One in five (3.4 million) people aged 50-69 and one in twelve of over 70s (670,000) in the UK have had to borrow more money or use more credit than usual in the last month compared to a year ago, new research by Age UK has found.
The analysis showed that 1.3 million over 50s have a Direct Debit, standing order, or bill they have not been able to pay in the past month..
The research showed that 70% (10,388) of the Charity’s older campaigners are very worried because their finances or those of a loved one had been seriously affected by energy bills. This snapshot survey is supported by national ONS statistics showing, 45% (11.3 million) of people aged 50+ are currently finding it difficult to afford their energy bills and a quarter of those over 50 could not afford an unexpected but necessary expense of £850.
High energy bills have depleted older people’s savings and left many less resilient to high inflation, which is impacting everything they buy with 9 million people aged 50 and over seen their cost of living go up compared to just one month ago. Over 2 in 5 of over 50s are spending less on food and other essentials.
42% of those over 50 don’t think they’ll be able to save any money in the next 12 months and 68% (5.8 million) of people aged 70 and over have experienced an increase in their cost of living compared to one month ago.
Whilst 19% of over 70s and 49% of 50–69-year-olds who rent or have a mortgage are struggling to pay it.
The report also highlights other research which suggests that 1.7 million over 55s expect to have to keep working indefinitely
Unsurprisingly, the Charity’s new report reveals that older people on very low fixed incomes are among the worst affected, but so too are the estimated 450,000 pensioners with an income up to 10% higher than the Pension Credit threshold. This takes them just above the income line to qualify for Pension Credit and the additional support that goes hand in hand with it, so that they often can end up with even less to spend – a situation they often feel to be extremely unfair. Another group Age UK is especially worried about are those whose incomes aren’t quite as low, but whose costs are especially high, usually due to disability or chronic ill health.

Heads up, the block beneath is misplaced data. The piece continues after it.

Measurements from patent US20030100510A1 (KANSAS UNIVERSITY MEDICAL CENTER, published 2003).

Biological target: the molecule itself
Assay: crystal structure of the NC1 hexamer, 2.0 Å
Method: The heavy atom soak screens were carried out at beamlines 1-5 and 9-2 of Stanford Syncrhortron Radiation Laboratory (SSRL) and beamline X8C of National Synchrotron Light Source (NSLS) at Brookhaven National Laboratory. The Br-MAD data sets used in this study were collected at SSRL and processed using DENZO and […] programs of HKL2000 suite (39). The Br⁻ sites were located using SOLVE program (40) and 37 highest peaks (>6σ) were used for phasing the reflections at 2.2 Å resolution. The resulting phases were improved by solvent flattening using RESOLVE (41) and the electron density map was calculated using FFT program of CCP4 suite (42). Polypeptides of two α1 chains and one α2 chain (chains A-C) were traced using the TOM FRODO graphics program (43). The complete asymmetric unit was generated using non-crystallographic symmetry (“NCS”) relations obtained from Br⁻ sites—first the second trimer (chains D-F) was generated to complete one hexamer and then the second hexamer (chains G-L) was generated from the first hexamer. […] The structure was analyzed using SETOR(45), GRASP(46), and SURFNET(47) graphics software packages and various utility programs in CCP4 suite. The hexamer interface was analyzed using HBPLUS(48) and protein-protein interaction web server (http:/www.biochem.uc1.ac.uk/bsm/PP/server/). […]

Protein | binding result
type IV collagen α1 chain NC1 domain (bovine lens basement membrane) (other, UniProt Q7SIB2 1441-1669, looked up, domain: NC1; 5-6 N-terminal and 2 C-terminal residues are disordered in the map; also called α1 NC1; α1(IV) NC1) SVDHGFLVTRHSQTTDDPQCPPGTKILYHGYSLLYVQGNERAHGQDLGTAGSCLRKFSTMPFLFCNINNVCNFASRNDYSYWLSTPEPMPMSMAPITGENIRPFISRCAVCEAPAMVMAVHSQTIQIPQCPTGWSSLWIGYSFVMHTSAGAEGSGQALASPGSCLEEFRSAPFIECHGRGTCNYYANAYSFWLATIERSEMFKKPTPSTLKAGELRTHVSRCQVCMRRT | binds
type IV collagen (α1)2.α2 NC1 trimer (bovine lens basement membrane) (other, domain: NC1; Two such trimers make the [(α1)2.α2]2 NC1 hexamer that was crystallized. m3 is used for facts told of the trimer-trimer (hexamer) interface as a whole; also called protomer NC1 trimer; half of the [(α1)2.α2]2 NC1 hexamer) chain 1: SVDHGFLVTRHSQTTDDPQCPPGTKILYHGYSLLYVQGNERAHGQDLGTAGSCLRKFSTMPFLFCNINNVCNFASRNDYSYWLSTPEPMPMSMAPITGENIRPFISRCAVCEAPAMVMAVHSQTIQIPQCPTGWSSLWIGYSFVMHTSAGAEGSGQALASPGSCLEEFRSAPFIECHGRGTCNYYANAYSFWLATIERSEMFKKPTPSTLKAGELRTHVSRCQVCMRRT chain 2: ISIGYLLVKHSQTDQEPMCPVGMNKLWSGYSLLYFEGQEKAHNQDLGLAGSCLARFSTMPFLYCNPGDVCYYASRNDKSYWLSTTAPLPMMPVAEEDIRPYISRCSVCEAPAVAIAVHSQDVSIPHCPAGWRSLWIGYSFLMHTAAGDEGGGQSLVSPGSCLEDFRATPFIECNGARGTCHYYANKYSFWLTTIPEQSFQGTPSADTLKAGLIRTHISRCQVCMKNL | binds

With the Government expected to consult on an energy social tariff before the end of the summer, the Charity says that now is the time to ensure that they fully commit to this targeted discount energy deal and ensure it works for all who are struggling. This will mean ensuring the tariff is available for unpaid carers (who claim Carer’s Allowance), disabled people, means tested benefit recipients and those in poverty or just above the poverty line, shielding all these vulnerable groups from the threat of unaffordable energy bills.
To achieve this, the Government must improve the effectiveness of the systems used to deliver support to people both on and off the benefits system. Age UK analysis shows that if the Government base the social tariff eligibility criteria solely on access to the benefits system, then around 2.7 million households on the lowest fifth of incomes will miss out. To make matters worse, if the Government opts to place the full cost of a social energy tariff onto consumer bills, then these same households would be missing out on much needed support as well as being faced with paying hundreds of pounds extra on their bills.
Age UK is calling on the Government to act now and reduce energy costs by:
Caroline Abrahams, Charity Director at Age UK, said “The energy bill crisis is far from over. It’s true that we’re not hearing as much about it at the moment because far less energy is used through the summer, but the fact is that some older people are still struggling to pay their energy bills from last winter and many more don’t know how they will cope in a few months’ time, when the temperatures fall once again.”
“Millions of older people whose careful budgeting has been overwhelmed by soaring energy bills desperately need the certainty of a discounted energy deal to help them through the coming winter. A Government funded energy social tariff available to everyone in or at risk of fuel poverty would make a huge difference to their ability to make ends meet, and to their peace of mind. We also think it’s crucial that the scheme is open to a bigger group than just those entitled to means-tested benefits, because we hear from so many older people in financial difficulty whose meagre private pensions disqualify them from Pension Credit, or whose energy costs are unusually high – for example, because they have serious health problems that mean their heating has to be turned up high. ”
“It’s crystal clear is that we need a permanent solution to the energy bill crisis – one that provides older people with the reassurance that they will never face that terrible ‘heat or eat’ dilemma again. If the Government does not provide urgent financial support to help those most in need, we have no doubt that many older people will face unacceptable levels of hardship again this winter. And worryingly, we know they are often less well placed to withstand it than they were last year, having run down their savings in the meantime.”